Cold Water Diving
Shortly after sunrise the main dive boat, Calcutta, set out from Golden Shadow to survey a gently sloping spur and groove reef system on the south eastern side of Ill des Pins. The dive team and crew hunkered down out of the cold sea spray and wind for the forty minute transit out to the first dive site. It is noticeable how much more bundled up the scientific divers are on the New Caledonia trip compared to recent expeditions. Water temperatures recorded on dives frequently drop below 23°C (73°F). While this may sound warm, the water is actually relatively cold by tropical standards, and rapidly saps body warmth during the long days of survey. Hoods and layers of thick wet-suits are the order of the day, while one diver has resorted to a dry-suit to ensure comfort while he works – gear typically reserved for temperate waters. After cold water diving, researchers rapidly remove their wetsuits, towel off, and don dry clothes or wind breakers to elevate their core temperature. Positions in the sun are at a premium on surface intervals during cold water diving as divers do all they can to get warm before the second dive.
How Sea Surface Temperature Influences Coral Reefs
As we move from Ill des Pins to the atolls and reefs north of the main island (Grand Terre) in the coming weeks we expect to see temperatures rise by several degrees. This thermal trend provides a natural laboratory for studying how sea surface temperature influences coral reefs. It will be interesting to compare the biological communities in the northern reefs to those around Ill des Pins. Understanding the relationship of coral species to temperature is important. The trend of rising sea surface temperatures is predicted to continue under most climate change scenarios, and species with narrow thermal tolerance may change their distribution to cope with the changing thermal gradient.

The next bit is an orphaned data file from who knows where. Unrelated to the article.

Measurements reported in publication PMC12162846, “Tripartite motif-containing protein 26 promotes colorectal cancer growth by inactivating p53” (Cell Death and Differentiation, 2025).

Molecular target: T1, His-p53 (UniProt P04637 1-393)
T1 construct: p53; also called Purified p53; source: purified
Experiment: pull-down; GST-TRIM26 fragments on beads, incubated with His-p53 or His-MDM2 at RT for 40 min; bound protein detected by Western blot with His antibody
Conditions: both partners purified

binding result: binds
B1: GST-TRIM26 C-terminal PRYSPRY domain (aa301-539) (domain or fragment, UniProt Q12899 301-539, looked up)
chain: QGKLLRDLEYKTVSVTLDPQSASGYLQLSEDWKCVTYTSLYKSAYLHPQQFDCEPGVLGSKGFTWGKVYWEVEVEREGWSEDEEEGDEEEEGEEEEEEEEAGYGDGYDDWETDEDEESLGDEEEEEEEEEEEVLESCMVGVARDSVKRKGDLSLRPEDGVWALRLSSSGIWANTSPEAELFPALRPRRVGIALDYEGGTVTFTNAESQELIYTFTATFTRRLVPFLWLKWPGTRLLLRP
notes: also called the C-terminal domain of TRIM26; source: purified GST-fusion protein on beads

Many algal species such as the green algae Caulerpa macrodisca identified during the surveys of Dr. Claude Payri are more commonly associated with temperate reefs to the south, such as around New Zealand, yet are found in Ill des Pins. We expect this species will be rare or absent in the reefs we will visit north of Grand Terre.
We also see differences in the coral community during our cold water diving. Coral species such as the Leptoria phrygia pictured below have been common on our surveys. On the Global Reef Expedition we have tended to see this coral at deeper sites where the temperature dips below ~26 C.
These are just a few examples we’ve seen during our cold water diving of how sea surface temperature influences coral reefs.
Photos by: 1 Ken Marks; 2 Andrew Bruckner; 3 Alex Dempsey